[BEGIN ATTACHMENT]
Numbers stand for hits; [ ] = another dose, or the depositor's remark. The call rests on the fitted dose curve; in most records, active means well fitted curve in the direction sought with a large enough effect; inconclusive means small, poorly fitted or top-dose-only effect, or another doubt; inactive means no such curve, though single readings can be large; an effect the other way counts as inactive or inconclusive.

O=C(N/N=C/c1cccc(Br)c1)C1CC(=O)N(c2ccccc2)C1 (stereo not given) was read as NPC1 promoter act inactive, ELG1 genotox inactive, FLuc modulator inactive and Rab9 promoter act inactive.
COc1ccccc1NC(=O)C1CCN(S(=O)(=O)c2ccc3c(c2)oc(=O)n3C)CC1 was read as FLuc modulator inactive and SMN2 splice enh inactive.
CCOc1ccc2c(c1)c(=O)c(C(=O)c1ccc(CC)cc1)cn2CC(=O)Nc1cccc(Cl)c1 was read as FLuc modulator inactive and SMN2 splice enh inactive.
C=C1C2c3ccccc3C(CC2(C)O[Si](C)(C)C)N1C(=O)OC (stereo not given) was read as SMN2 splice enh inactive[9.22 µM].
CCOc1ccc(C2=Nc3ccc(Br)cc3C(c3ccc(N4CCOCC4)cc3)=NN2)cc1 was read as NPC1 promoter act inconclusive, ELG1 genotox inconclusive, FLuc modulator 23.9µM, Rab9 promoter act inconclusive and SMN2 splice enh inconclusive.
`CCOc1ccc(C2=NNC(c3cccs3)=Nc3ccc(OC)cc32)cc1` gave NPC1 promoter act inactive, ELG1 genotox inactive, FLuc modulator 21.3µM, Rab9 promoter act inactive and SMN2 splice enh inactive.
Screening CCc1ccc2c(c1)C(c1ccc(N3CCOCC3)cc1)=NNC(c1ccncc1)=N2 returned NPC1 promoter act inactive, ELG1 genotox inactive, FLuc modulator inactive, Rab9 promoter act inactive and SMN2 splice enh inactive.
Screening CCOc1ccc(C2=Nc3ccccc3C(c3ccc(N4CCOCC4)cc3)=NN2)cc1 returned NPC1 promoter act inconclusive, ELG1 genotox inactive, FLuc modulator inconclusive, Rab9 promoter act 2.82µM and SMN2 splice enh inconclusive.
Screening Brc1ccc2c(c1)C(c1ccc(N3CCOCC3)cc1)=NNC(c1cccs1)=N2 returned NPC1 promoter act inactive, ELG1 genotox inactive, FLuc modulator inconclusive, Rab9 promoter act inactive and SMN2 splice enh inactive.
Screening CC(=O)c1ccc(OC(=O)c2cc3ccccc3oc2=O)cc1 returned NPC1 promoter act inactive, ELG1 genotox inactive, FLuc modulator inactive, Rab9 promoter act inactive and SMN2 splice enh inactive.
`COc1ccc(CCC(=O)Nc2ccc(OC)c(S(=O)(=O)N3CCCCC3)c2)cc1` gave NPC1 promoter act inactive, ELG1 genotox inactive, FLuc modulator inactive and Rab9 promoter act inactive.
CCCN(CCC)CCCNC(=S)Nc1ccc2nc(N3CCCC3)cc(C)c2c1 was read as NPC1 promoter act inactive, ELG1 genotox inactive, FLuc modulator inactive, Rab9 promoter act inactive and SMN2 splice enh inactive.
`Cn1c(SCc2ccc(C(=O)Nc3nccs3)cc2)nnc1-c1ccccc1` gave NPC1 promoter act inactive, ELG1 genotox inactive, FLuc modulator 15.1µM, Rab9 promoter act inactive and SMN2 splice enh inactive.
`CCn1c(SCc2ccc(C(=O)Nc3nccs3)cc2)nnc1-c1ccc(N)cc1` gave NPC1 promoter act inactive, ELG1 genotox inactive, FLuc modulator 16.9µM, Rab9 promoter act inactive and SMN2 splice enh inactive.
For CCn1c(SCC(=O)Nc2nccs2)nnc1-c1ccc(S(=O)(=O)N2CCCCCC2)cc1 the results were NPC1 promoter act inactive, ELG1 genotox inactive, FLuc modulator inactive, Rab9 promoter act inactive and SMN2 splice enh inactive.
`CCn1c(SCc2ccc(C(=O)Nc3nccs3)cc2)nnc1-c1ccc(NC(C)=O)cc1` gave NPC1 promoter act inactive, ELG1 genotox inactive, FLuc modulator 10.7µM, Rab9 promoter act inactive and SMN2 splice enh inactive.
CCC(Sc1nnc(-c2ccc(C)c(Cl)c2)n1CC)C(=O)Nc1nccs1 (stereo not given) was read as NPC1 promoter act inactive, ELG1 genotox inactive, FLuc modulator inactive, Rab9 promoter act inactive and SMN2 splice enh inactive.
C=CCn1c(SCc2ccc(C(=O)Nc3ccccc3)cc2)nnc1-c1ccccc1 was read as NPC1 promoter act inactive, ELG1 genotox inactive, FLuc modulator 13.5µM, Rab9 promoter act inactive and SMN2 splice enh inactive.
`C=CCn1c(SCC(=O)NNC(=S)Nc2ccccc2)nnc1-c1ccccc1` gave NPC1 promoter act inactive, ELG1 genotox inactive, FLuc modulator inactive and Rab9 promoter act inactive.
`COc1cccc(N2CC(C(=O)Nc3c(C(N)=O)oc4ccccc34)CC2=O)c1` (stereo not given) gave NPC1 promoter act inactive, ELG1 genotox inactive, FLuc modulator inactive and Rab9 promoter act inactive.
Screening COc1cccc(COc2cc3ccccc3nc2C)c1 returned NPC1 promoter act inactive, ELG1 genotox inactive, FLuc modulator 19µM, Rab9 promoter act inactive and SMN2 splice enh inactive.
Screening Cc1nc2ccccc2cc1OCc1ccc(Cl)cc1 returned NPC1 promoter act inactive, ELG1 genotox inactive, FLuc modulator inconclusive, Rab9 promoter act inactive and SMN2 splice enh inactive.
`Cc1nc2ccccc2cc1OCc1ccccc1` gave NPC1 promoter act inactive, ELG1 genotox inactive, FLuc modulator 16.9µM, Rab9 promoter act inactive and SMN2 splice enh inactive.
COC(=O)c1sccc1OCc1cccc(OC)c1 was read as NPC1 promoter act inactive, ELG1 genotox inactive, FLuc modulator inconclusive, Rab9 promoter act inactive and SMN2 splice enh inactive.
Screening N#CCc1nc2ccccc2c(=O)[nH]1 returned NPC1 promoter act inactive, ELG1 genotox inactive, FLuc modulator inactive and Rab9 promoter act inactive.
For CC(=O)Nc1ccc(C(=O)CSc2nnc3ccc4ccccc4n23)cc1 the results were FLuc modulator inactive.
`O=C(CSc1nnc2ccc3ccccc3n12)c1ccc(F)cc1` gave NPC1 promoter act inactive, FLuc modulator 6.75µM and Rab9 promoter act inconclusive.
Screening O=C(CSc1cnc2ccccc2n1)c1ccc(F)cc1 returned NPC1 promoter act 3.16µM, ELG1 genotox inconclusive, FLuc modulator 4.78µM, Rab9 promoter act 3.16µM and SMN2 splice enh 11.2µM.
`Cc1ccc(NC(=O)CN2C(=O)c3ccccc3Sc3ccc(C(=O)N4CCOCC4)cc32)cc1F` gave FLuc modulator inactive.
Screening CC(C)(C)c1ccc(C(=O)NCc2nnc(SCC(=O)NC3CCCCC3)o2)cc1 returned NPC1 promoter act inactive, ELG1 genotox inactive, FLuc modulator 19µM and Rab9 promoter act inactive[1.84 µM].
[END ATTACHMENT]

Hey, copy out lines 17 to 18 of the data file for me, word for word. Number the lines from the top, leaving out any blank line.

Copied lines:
`CCn1c(SCc2ccc(C(=O)Nc3nccs3)cc2)nnc1-c1ccc(NC(C)=O)cc1` gave NPC1 promoter act inactive, ELG1 genotox inactive, FLuc modulator 10.7µM, Rab9 promoter act inactive and SMN2 splice enh inactive.
CCC(Sc1nnc(-c2ccc(C)c(Cl)c2)n1CC)C(=O)Nc1nccs1 (stereo not given) was read as NPC1 promoter act inactive, ELG1 genotox inactive, FLuc modulator inactive, Rab9 promoter act inactive and SMN2 splice enh inactive.